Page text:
Sometimes, depending on how old the pig is (and how fat it was), you get 3-inch or thicker pork bellies, so you can repeat the process to ensure that you have fully cured it so it’s preserved.

5. Rinse Pork & Dry

After the curing process give the pork a good rinse under the tap, then I use a few paper towels to pat off the excess.

Muslin cloth is good for wrapping the salt pork a few times so that it holds in a bit of moisture.

It will dry out a bit more in time, once you put it in the fridge, but I find that’s all good.

6. Store Wrapped in a Fridge or Cool Area

If it’s winter, you can hang it somewhere on a hook, but I like to use a fridge since I have one. I generally cook the salt pork for a few months and eat it in a few months, just by cutting off chunks as I need them.

7. To Use Soak or Simmer in Water Before Use

Generally, all I need is about 30-60 minutes soaking in water for the amount of pork I am going to cook with.

When cutting a chunk of salt pork to use, testing with a bit of a fry-up helps work out out if you need to draw more salt out with soaking. Soak in water for 20-30 minutes and test it again.

Another method I have heard is similar, where you blanch the pork you want to cook with for 5 minutes, which also extracts a lot of the salt.

I’ve done this with salt fish in Italy, but not with pork – same same but different.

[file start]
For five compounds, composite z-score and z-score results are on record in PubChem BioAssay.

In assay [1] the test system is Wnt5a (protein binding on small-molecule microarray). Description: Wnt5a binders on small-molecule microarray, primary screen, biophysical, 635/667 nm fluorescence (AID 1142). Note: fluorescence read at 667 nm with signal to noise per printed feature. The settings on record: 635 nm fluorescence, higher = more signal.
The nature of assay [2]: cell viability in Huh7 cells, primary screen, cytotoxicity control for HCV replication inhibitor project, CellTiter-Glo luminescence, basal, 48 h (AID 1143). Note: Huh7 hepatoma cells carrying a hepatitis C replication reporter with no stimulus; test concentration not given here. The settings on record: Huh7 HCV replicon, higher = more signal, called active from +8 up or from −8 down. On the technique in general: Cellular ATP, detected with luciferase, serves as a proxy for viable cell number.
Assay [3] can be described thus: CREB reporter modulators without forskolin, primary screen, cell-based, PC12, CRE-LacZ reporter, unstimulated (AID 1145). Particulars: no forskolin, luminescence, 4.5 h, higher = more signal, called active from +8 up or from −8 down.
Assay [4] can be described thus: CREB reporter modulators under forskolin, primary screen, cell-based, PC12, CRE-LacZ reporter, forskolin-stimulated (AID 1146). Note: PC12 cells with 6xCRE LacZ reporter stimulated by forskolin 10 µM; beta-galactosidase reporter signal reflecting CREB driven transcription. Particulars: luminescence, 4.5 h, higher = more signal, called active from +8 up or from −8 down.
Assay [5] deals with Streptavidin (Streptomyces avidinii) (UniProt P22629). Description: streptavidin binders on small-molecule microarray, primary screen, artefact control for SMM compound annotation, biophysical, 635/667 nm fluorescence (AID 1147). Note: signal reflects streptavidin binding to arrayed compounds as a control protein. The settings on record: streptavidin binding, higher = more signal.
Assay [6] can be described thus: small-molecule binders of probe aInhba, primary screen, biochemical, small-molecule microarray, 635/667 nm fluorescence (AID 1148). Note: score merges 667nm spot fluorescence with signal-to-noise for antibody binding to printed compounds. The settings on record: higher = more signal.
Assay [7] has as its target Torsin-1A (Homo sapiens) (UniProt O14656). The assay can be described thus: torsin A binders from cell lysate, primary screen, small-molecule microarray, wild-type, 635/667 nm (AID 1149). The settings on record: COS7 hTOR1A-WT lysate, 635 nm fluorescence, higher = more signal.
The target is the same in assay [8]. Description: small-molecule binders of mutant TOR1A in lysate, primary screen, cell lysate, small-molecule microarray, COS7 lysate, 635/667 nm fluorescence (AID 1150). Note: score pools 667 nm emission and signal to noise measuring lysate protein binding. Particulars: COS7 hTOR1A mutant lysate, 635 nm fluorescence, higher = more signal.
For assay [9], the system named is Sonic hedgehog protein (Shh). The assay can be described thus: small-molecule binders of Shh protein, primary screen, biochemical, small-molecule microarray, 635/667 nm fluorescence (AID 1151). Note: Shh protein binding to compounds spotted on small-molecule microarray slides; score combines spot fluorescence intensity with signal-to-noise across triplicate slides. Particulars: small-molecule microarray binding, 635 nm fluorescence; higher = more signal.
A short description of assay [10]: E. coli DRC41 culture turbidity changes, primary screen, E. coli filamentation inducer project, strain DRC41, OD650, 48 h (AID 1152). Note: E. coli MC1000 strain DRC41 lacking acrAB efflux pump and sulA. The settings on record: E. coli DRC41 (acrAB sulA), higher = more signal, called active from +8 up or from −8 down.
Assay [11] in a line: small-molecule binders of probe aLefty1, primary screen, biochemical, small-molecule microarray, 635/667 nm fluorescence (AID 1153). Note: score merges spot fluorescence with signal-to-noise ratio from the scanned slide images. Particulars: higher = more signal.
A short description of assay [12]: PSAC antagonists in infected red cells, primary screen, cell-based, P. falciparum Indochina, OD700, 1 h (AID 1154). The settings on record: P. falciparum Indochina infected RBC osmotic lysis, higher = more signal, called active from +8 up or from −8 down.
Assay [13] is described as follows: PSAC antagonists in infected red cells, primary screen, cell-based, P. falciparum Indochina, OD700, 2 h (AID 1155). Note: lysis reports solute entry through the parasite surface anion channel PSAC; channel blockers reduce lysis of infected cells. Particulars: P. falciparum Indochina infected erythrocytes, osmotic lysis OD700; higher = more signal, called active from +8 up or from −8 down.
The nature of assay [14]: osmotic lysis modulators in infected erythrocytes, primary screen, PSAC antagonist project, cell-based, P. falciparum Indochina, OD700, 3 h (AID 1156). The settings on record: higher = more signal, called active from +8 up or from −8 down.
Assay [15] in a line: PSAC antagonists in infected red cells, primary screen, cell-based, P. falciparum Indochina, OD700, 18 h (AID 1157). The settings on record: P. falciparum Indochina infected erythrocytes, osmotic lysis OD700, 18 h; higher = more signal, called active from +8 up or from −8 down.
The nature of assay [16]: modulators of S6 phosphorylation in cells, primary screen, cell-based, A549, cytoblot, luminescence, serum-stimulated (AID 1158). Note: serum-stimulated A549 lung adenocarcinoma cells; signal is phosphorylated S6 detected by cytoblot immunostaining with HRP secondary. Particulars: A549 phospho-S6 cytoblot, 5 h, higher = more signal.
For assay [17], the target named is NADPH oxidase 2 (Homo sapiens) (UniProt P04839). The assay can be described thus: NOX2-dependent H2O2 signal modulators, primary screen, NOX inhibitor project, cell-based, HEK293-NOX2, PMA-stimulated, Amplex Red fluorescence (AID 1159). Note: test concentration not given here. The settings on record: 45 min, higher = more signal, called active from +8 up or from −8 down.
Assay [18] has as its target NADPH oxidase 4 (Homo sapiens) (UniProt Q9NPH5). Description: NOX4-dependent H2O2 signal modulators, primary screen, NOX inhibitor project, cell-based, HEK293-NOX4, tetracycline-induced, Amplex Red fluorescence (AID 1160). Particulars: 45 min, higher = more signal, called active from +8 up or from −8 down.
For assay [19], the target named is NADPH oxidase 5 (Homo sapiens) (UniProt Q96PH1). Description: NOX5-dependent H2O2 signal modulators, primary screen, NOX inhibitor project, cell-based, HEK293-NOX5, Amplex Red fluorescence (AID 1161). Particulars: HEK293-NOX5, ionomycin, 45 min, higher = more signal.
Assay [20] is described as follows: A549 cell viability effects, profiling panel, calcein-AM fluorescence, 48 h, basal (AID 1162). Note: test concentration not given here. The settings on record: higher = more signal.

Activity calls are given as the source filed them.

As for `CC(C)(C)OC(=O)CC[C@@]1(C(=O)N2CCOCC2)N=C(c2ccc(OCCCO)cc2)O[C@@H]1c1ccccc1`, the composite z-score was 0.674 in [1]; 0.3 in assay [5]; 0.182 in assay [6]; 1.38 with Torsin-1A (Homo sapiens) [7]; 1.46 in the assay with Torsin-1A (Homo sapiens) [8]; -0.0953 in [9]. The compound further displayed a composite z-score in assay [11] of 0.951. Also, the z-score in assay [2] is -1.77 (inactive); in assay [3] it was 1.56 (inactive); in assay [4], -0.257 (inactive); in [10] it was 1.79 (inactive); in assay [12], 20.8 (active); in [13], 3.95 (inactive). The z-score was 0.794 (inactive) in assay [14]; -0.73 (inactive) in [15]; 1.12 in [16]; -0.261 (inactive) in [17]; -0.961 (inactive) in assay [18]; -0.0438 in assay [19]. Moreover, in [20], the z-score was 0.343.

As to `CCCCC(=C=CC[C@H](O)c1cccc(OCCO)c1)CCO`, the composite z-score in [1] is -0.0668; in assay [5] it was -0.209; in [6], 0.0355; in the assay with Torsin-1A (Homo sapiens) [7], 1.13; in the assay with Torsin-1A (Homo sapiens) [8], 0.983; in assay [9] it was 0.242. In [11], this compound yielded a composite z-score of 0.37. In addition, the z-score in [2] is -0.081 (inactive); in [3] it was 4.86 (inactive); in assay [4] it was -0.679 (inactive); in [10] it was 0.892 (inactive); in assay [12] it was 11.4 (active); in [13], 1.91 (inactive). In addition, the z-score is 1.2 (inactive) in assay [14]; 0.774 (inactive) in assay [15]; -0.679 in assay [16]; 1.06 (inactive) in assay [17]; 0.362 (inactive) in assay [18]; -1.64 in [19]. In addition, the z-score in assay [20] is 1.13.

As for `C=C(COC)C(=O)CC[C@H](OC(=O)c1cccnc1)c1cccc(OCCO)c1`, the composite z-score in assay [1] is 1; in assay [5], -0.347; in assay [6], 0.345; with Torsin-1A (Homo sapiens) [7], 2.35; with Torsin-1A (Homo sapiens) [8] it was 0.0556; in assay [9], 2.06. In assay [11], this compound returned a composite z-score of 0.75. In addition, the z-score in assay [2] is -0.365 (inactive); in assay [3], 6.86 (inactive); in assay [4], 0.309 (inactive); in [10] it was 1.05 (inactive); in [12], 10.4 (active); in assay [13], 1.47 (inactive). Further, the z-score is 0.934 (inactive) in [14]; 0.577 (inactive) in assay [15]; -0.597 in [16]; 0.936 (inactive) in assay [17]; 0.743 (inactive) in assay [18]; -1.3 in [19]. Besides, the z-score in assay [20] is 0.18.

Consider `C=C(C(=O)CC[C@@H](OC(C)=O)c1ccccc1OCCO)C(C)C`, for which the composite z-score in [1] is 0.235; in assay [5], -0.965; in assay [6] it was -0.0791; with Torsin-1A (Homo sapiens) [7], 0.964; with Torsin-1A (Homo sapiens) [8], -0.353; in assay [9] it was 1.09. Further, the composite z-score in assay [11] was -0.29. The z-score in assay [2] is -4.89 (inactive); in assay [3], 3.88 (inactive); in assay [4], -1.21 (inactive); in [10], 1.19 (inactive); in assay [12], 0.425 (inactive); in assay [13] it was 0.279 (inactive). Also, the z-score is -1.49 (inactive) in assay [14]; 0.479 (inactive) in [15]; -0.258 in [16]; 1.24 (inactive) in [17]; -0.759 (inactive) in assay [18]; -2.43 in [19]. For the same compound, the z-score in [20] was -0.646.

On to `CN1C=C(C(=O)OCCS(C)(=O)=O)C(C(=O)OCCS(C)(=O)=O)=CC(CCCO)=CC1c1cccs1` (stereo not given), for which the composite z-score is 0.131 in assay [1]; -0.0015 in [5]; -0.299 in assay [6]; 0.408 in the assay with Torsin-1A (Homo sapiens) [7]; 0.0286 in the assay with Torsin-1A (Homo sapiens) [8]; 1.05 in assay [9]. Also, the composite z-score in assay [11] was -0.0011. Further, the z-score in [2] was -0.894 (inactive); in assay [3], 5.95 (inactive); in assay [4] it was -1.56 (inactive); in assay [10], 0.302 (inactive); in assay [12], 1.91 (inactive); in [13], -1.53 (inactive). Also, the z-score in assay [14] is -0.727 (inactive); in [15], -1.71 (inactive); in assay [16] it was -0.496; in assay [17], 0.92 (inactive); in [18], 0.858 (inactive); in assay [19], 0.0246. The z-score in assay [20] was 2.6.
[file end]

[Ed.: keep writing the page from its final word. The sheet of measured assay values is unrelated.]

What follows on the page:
A Base Flavor for Many Dishes

As I mentioned I love to use this when I’m camping because it can be kept in a cool environment for a few weeks easily. Adding it to wild game stews for an extra porky flavor.

Of course, just remember that you don’t need to add any salt to the recipe if you using salt pork. You can always add the salt at the end to finish it off.

Salt pork is also a great ingredient to have if you do a bit of slow cooking/crockpot style, it can boost the flavors of the dish and again, you only need to use a small amount.

Boston Baked Beans

This is a Boston classic, and it can be made in the slow cooker or not. The salt bacon really gives it that angle, combined with all the other spices.

This awesome recipe fro Pioneer Woman doesn’t soak the salt pork, it depends on how salty it is though!

New England Fish Chowder

I don’t know what it is about the flavor of pork with chowder but it just goes together incredibly well. Using clams, scallops, mussels or other seafood can produce unique flavors.

Substitutes & Alternatives for Salt Pork

Similar but different being more refined, fancy substitutes for basic salt pork:

  • Pancetta
  • Speck
  • Bacon
Pancetta rolled large